"For nearly three decades since FACE was enacted in 1994, it has rarely been used to prosecute life advocates. Yet in 2022 alone, under the Biden/Garland DOJ, there have been at least 22 peaceful pro-life activists indicted under the act." 

PAAU contends that while the DOJ charged the defendants with conspiring to "deny civil rights," the U.S. Supreme Court ruled this year that abortion is not a constitutional right.

While the indictment of the nine other pro-life activists came in March, before the U.S. Supreme Court's June decision reversing the 1973 Roe v. Wade ruling that declared abortion a constitutional right, Geraghty's indictment takes place nearly four months after the court made that determination.

Geraghty's indictment is the latest example of actions taken by the DOJ and the FBI that have caused pro-life activists concern. The event pro-lifers cite as the most troubling is the Sept. 23 arrest of pro-life activist Mark Houck at his home in Bucks County, Pennsylvania. Houck is the founder of The King's Men, a ministry that seeks to "build up other men in the mold of leader, protector, and provider through education, formation, healing and action."

As the DOJ laid out in a statement announcing Houck's arrest, court documents associated with Houck's indictment assert that Houck "twice assaulted a man because he was a volunteer reproductive health care clinic escort" at a Planned Parenthood clinic in Philadelphia, requiring him to receive medical attention.

A fundraiser set up by the Houck family provides a different account of what happened outside the Philadelphia Planned Parenthood on Oct. 13, 2021.

"Last year, Mark and his son were praying in front of the PP at 12th and Locust. When one of the escorts began harassing Mark's son they walked down the street away from the entrance to the building. The escort followed them, and when he continued yelling at Mark's son, Mark pushed him away."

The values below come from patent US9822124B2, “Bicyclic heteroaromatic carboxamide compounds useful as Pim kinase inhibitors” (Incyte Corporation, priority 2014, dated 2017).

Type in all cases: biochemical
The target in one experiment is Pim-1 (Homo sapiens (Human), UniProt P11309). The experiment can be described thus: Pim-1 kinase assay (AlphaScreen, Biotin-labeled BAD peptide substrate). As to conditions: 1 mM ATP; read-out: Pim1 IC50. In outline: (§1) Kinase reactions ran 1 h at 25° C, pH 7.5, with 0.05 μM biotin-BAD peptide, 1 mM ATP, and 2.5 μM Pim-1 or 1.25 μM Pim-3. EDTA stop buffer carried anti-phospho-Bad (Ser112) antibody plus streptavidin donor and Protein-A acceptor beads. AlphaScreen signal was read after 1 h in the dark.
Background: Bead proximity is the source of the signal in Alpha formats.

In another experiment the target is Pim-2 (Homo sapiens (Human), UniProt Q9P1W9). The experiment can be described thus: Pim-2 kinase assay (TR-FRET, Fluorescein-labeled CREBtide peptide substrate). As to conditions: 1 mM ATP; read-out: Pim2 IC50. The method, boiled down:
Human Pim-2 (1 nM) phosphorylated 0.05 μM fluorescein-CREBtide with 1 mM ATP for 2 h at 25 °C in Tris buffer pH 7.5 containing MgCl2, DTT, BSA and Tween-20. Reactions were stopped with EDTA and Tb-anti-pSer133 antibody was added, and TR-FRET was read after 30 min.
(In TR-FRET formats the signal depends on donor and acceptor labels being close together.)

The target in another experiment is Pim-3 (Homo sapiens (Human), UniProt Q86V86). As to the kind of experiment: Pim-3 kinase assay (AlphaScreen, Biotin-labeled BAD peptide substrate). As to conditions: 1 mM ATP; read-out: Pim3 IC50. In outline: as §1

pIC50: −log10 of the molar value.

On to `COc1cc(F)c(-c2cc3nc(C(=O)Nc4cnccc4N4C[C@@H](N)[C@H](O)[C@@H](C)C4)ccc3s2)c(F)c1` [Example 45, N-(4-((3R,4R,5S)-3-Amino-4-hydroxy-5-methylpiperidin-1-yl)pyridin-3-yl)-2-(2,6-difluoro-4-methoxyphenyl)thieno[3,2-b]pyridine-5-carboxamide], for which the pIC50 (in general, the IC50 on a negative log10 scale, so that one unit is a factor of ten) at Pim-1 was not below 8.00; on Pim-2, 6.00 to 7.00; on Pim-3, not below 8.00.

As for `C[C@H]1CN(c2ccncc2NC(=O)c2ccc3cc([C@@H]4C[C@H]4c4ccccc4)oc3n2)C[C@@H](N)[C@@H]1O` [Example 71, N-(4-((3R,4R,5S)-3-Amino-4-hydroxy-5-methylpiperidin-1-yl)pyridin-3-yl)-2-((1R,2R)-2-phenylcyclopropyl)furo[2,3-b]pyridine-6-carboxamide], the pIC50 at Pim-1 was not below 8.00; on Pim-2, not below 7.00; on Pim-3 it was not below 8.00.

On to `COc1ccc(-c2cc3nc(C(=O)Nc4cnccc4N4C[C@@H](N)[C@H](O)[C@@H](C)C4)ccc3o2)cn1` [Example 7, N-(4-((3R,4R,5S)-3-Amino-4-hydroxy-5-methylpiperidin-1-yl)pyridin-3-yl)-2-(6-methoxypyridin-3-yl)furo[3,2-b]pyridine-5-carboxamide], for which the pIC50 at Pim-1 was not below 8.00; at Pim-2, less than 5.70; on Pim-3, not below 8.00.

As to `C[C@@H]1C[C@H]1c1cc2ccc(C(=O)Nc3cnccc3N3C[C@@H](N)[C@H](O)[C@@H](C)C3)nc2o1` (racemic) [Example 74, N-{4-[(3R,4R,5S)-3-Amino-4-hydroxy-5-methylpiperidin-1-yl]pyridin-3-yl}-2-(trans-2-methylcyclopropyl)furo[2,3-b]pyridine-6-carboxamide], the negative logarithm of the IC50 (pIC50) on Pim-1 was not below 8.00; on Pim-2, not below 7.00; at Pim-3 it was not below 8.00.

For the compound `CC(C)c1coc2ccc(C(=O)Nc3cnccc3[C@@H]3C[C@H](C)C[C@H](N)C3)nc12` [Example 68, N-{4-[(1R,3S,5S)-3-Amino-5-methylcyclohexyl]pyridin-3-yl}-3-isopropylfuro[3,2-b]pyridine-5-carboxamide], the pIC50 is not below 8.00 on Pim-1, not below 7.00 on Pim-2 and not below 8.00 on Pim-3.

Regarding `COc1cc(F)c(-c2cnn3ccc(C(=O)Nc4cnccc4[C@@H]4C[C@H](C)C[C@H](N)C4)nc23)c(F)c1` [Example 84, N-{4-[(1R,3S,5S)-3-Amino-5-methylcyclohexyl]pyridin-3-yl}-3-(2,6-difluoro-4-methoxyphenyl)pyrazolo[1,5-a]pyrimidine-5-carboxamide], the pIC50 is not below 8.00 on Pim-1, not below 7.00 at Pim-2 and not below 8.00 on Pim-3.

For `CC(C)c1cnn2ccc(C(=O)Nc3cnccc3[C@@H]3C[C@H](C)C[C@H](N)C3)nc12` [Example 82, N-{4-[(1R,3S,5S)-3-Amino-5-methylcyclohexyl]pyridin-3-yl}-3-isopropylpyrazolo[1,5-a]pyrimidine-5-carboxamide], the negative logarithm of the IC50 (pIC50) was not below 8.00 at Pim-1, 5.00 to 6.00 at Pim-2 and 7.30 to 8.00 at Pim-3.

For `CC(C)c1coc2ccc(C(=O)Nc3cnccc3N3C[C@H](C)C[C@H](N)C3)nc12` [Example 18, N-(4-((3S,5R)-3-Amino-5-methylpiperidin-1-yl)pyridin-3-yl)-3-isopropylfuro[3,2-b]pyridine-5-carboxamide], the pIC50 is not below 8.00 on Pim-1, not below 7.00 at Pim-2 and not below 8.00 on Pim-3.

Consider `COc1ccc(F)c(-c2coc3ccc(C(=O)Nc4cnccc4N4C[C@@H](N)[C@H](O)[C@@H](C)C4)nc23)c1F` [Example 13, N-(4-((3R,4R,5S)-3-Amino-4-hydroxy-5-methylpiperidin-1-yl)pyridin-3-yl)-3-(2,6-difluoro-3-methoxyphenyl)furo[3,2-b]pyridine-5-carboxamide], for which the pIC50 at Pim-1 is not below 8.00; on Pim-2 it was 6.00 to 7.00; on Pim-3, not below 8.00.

The fundraiser page also claims a team of FBI officers arrested Houck with guns drawn in front of his wife and seven young children. While the fundraiser page claims SWAT team "burst into" Houck's home, the FBI contends that no SWAT team was involved and that agents knocked on the door and presented a warrant for his arrest. 

Houck's arrest sparked outrage from lawmakers on Capitol Hill and pro-life activist groups. In a previous interview with The Christian Post, PAAU President Terrisa Bukovinac indicated that Houck's arrest motivated her to lead a protest at DOJ headquarters earlier this month, calling for the resignation of Attorney General Merrick Garland.  

Two days before news of Geraghty's indictment broke, a group of 40 members of Congress sent a letter to the FBI asking for statistics about the law enforcement agency's interpretation of the FACE Act. In the letter, lawmakers suggested that the FBI was engaged in "abuses of federal power against pro-life Americans based solely on their beliefs," citing Houck's arrest as an example of this phenomenon.  

Earlier this month, 11 pro-life activists were charged in connection to an abortion clinic blockade in Tennessee. 

Ryan Foley is a reporter for The Christian Post. He can be reached at: ryan.foley@christianpost.com